National Cable & Telecommunications Association v. Brand X Internet Services

National Cable & Telecommunications Association v. Brand X Internet Services
National Cable & Telecommunications Association v. Brand X Internet Services
Seal of the United States Supreme Court.svg
Supreme Court of the United States
Argued March 29, 2005
Decided June 27, 2005
Full case name National Cable & Telecommunications Association et al. v. Brand X Internet Services et al.
Docket nos. 04-277
Citations 545 U.S. 967; 125 S. Ct. 2688; 162 L. Ed. 2d 820; 2005 U.S. LEXIS 5018; 18 Fla. L. Weekly Fed. S 482
Prior history FCC order affirmed in part, vacated in part, remanded, Brand X Internet Servs. v. FCC, 345 F.3d 1120 (9th Cir. 2003); rehearing, rehearing en banc denied, 2004 U.S. App. LEXIS 8023 (9th Cir. Mar. 31, 2004); cert. granted, sub nom. Nat'l Cable & Telecomms. Ass'n v. Brand X Internet Servs., 543 U.S. 1018 (2004)
Subsequent history On remand, sub nom. Brand X Internet Servs. v. FCC, 2006 U.S. App. LEXIS 1573 (9th Cir., Jan. 23, 2006)
Holding
The Court held that a cable service is an information service. Ninth Circuit Court of Appeals reversed and remanded.
Court membership
Case opinions
Majority Thomas, joined by Rehnquist, Stevens, O'Connor, Kennedy, Breyer
Concurrence Stevens
Concurrence Breyer
Dissent Scalia, joined by Souter, Ginsburg (only as to part I)
Laws applied
Telecommunications Act of 1996

National Cable & Telecommunications Association et al. v. Brand X Internet Services et al., 545 U.S. 967 (2005), is a case in which the United States Supreme Court declared 6-3 that a cable Internet provider is an "information service," and not a "telecommunications service" and as such competing internet service providers, like Brand X, were denied access to the cable and phone wires to provide home users with competing internet service.

Contents

Background

In 1996, Congress passed the Telecommunications Act of 1996, which regulated telecommunications services. Providers of telecommunication services were subject to taxes and forced to sell access to their networks to the public.[1]

The Telecommunications Act also defined information services as "the offering of a capability for generating, acquiring, storing, transforming, processing, retrieving, utilizing, or making available information via telecommunications, and includes electronic publishing."[2] These information services are not subject to the same taxes and regulations as telecommunications services.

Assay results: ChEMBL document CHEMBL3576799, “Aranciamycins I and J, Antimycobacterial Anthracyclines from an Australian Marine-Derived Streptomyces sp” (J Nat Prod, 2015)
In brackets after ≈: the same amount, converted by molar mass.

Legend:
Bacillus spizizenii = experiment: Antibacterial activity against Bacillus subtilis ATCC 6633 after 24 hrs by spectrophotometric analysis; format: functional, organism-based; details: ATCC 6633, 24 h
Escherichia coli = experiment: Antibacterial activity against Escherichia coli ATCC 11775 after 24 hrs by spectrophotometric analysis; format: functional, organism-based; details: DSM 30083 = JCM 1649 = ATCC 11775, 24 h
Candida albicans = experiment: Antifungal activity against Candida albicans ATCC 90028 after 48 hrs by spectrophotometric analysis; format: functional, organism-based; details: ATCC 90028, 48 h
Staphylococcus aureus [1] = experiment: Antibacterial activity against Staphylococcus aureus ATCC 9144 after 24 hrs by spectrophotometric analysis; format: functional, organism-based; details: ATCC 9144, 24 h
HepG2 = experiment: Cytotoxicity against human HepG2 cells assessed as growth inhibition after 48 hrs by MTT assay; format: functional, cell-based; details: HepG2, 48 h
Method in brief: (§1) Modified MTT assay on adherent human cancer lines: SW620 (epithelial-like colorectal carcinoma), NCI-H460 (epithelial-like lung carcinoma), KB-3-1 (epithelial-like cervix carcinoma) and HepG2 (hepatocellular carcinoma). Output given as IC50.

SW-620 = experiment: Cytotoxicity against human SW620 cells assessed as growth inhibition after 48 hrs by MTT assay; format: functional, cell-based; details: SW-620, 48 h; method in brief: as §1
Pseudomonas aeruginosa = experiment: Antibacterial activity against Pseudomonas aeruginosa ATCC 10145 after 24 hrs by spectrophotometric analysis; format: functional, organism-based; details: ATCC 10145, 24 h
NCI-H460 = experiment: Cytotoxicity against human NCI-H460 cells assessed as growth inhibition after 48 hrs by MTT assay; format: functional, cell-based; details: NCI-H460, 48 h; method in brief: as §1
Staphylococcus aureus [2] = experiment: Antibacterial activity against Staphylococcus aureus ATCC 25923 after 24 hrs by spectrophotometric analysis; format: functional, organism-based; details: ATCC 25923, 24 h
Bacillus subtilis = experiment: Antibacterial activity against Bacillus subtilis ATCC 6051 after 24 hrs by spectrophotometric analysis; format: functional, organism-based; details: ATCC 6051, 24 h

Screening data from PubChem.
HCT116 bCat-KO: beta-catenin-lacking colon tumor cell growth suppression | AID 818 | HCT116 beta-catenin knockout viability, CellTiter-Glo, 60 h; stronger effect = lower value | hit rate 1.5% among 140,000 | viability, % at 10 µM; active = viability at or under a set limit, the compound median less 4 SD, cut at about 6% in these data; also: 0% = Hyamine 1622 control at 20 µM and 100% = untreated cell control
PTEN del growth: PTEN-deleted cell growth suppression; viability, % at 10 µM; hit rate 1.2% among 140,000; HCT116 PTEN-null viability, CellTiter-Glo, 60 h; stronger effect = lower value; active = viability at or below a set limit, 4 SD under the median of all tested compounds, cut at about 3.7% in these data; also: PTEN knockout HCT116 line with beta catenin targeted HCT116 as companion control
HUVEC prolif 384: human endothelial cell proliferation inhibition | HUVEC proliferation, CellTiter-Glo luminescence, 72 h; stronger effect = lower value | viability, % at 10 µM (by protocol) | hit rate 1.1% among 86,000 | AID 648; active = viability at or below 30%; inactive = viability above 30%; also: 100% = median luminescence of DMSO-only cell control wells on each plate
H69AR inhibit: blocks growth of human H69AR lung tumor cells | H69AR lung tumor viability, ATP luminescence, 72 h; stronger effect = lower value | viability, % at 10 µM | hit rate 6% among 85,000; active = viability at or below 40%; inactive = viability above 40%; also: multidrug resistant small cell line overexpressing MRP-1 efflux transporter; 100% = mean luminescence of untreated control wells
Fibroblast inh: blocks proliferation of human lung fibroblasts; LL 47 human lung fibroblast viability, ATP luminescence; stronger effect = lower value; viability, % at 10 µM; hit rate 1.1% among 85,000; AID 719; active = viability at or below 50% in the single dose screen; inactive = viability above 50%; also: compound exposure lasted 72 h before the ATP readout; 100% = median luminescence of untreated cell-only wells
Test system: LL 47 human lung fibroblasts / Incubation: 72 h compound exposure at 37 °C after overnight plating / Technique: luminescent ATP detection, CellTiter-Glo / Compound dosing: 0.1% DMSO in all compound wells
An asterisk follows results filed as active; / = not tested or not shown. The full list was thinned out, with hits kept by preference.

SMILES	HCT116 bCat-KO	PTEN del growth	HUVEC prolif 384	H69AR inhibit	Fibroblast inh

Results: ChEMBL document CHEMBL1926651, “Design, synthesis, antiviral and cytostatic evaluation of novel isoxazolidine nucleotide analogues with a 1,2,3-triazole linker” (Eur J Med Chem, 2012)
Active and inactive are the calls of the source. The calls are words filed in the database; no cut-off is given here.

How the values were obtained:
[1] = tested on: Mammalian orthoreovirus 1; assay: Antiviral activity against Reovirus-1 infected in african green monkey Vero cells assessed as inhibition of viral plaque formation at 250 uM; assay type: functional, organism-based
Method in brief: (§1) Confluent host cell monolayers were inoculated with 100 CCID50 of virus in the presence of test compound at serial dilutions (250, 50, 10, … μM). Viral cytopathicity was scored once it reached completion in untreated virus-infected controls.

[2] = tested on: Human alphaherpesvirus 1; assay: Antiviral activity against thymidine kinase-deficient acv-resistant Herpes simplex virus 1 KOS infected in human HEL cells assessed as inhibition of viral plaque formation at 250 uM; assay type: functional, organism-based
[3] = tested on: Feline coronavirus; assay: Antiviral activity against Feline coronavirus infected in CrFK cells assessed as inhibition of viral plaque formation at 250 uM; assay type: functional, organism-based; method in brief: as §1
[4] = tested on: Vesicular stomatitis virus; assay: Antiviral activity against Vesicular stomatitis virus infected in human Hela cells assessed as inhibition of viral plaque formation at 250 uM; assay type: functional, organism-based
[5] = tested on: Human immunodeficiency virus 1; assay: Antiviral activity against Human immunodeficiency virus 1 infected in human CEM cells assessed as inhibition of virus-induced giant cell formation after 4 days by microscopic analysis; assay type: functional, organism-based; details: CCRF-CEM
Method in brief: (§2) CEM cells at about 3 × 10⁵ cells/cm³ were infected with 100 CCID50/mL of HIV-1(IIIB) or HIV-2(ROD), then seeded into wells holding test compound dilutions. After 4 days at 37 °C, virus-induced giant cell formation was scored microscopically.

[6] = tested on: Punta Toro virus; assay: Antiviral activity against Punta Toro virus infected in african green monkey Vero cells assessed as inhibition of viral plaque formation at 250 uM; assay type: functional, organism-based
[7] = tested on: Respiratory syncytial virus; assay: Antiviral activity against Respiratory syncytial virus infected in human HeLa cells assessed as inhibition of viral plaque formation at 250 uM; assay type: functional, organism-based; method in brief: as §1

Small Internet service providers in the era of dial-up service had equal access to home users because the first services were provided over Plain old telephone services (POTS) which were regulated as common carriers. Cable television operators then started to use the coaxial cables to provide high speed access. Small ISPs like Brand X wanted to use the coaxial cables, owned by private cable companies but using public rights of way, in a manner like common carriers. The Federal Communications Commission (FCC) refused, and Brand X subsequently sued. The FCC won in the three judge panel in the Ninth Circuit but then lost en banc.

This case was important in the battle over network neutrality in the United States.

Arguments

Brand X

The Brand X Internet Service Provider argued that cable companies should be classified as a telecommunications service because they are conduit for simple data communication, and should therefore be required to allow their rivals to use the telecommunication component of their service. This would allow rivals like AOL and Earthlink to offer faster internet connections to their subscribers.[1]

National Cable and Telecommunications Association

The National Cable & Telecommunications Association (NCTA) argued that, because they offered more than just telecommunication services, but other information services as well, they should be classified as an information service, and therefore not fall under the regulations imposed upon telecommunication services.

Opinion of the Court

The court ruled 6-to-3 that the law regarding the distinction between telecommunication services and information services was vague, and that the FCC has the authority to make the decision.[3] The decision of the Court of Appeals was reversed.

Ultimately, the FCC decided that cable companies were information services and did not have to allow their competitors access to their faster connections.[4]

See also

References

External links

  • Text of National Cable & Telecommunications Association v. Brand X Internet Services, 545 U.S. 967 (2005) is available from:  · Findlaw · Cornell LII

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